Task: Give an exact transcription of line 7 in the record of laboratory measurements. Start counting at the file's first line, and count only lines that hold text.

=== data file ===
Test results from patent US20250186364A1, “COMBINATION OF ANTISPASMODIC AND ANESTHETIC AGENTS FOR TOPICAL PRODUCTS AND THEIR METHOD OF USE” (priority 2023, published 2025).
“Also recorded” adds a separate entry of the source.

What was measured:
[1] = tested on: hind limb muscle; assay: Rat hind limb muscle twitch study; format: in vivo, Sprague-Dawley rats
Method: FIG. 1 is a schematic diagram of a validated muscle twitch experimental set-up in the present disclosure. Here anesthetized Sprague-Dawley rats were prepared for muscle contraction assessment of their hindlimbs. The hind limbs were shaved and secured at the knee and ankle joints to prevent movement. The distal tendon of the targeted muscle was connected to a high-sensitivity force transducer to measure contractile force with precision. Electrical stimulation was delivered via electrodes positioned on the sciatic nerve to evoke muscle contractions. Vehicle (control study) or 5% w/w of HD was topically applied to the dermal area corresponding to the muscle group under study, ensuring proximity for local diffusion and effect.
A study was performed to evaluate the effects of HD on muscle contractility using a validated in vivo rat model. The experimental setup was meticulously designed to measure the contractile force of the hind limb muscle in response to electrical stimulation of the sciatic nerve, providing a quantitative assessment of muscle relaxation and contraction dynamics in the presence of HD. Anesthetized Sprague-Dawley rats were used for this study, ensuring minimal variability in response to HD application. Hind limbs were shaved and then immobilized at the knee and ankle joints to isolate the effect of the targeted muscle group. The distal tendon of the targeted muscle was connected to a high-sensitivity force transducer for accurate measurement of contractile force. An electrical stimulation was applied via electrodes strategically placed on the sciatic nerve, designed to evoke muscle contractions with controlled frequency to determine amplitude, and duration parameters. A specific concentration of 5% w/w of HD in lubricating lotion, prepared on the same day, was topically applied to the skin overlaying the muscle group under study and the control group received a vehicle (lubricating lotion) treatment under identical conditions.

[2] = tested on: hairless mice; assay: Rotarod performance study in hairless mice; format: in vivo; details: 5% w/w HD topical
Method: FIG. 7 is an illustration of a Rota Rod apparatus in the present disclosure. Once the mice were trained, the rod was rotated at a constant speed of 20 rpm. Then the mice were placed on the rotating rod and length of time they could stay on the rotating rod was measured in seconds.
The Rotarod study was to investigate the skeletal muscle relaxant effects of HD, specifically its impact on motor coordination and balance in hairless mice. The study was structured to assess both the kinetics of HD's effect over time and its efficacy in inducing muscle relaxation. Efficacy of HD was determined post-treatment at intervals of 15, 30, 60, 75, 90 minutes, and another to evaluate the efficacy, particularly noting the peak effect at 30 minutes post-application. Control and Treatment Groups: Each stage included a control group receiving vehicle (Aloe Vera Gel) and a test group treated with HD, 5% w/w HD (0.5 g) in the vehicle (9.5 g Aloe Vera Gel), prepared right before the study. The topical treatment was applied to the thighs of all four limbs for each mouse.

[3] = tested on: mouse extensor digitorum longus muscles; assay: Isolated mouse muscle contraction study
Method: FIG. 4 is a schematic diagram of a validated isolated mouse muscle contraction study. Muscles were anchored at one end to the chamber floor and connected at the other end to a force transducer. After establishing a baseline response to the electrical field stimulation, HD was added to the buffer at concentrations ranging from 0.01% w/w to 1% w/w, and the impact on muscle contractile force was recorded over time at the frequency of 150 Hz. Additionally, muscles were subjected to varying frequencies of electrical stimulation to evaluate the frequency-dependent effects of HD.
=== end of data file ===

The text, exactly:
[2] = tested on: hairless mice; assay: Rotarod performance study in hairless mice; format: in vivo; details: 5% w/w HD topical